Lethwei is rising in popularity, and more fight fans than ever are searching out everything about the sport. They want to know everything from how to watch events and the official Lethwei rules.
Here’s a full breakdown of Lethwei rules and everything you need to know. Learn everything about one of the fastest-growing combat sports in the world.
Are There Really Letwei Rules?
While it may not look like there are any rules within the sport of Lethwei, there are a few guidelines. There are a few Lethwei rules that the fighters must follow during a match.
Lethwei is the most lenient combat sport regarding rules, but fighters will honor them.
Lethwei Rules: Fighting Attire
Under Lethwei rules, the fighters must wear the appropriate fighting attire. There are only a few pieces of fighting attire that a fighter must be wearing in a Lethwei match.
- Muay Thai/Lethwei Shorts
- Hand Wraps
- Groin Protector
Fighters are also permitted to tape their feet and ankles, but it is voluntary and not one of the mandatory rules.
Under Lethwei Rules, a fighter can hit their opponent with just about anything from standing. Here’s a complete list of permitted strikes within Lethwei.
The addition of headbutts under Lethwei’s rules brings a new violent element to a kickboxing bout. It’s also one of the reasons why it took more time for Lethwei to find a global audience.
Illegal Lethwei Techniques
Believe it or not, under Lethwei rules, there are illegal techniques. There aren’t many illegal techniques, but ones that could get a fighter disqualified or suspended for using them.
In Lethwei, the list of illegal techniques includes:
- Eye Gouges
- Low Blows
- Hitting a Downed Opponent
- Fish Hooking
- Ear Pulling
While these techniques are deemed illegal, dirty fighters still manage to sneak in some illegal shots. There’s no point system in Lethwei, and the moves must be blatant and repeated for an official to DQ a fighter.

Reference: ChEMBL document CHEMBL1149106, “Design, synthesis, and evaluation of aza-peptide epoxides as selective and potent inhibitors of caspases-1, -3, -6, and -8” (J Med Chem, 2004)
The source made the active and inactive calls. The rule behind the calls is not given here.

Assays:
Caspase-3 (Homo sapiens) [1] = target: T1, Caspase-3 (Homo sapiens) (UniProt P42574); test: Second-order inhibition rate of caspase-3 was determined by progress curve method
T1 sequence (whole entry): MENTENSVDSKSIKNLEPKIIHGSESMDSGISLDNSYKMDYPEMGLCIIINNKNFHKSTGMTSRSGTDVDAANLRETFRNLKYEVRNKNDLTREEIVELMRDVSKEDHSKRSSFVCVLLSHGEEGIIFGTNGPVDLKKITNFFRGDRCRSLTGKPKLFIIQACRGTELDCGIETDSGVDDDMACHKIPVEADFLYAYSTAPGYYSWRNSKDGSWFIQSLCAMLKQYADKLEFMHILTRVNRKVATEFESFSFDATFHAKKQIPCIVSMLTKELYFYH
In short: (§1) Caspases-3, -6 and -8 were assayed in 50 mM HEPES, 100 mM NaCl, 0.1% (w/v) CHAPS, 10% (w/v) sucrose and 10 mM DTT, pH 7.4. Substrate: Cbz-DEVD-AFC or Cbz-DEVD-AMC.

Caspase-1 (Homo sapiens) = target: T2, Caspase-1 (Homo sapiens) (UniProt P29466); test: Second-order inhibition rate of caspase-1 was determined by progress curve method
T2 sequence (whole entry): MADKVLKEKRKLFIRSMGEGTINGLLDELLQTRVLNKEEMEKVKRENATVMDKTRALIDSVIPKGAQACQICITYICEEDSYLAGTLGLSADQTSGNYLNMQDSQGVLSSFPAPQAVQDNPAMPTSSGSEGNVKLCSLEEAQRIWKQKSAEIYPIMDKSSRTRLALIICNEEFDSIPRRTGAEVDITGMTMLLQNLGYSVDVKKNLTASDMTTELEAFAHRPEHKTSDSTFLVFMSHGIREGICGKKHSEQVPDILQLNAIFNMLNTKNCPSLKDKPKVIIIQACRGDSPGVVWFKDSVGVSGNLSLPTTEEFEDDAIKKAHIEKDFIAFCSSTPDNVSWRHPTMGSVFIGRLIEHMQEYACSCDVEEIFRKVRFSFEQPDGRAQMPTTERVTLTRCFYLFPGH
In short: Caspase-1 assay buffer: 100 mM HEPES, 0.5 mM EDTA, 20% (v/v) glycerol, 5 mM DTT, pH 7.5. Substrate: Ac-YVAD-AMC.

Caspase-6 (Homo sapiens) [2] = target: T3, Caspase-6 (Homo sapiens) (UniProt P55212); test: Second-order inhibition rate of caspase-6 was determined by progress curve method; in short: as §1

Match Time Limits
With the original Lethwei rules, the official time limits were the same as in Muay Thai. Lethwei bouts consisted of 5 rounds at 3 minutes each, with a 2-minute break in between each round.
Some of the different Lethwei promotions are now put on 3 round Lethwei bouts. However, all championship fights remain in the original 5 round format.
Ways to Win
Within Lethwei rules, there is no scoring system, which means there are no decision victories. That leaves only 4 ways to with a Lethwei bout.
- Opponent Quits
- Doctor Stoppage
If none of these four outcomes happens within the time limit of the fight, it is declared a draw.
Lethwei Rules: Knockouts Don’t Always End Fights
One of the crazy things about Lethwei rules is that a knockout doesn’t end a fight. Instead, the knocked-out fighter is given 2 minutes to recover and show they’re good to fight. If they choose to continue the bout, they won’t be given another KO timeout.
Another detail of the Lethwei knockout rule is that it cannot be used in the fifth round. The fight ends when a fighter gets knocked out in the fifth round.
Lethwei Rules on Knockdowns
Like in boxing and Muay Thai, Lethwei has similar rules regarding knockdowns. Under Lethwei rules, there is a 4 knockdown limit.
If a fighter gets knocked down 4 times in their bout, it is ruled a TKO victory for their opponent. They will also lose by TKO if they are knocked down 3 times in the same round.
Just like in all combat sports, a Lethwei referee is burdened with the responsibility of protecting fighters. These fights could easily end in death, which is why the ref must protect the fighters.
It is their job to decide when to stop a fight or call in a doctor to check a fighter. Generally, Lethwei referees are rather lenient and will let the boxers fight it out.
What are the Lethwei Promotions/Governing Bodies?
Today, the top Lethwei promotion in the world is the World Lethwei Championship (WLC). They run all of their shows within Southern Asia and, on occasion, in Japan.
Since the Myanmar military took over their government, Lethwei promotions in the country have not been operating.
A martial artist and former coach for two decades from Houston, Texas. Specializing in the disciplines of kickboxing, karate, MMA, and Jiu Jitsu.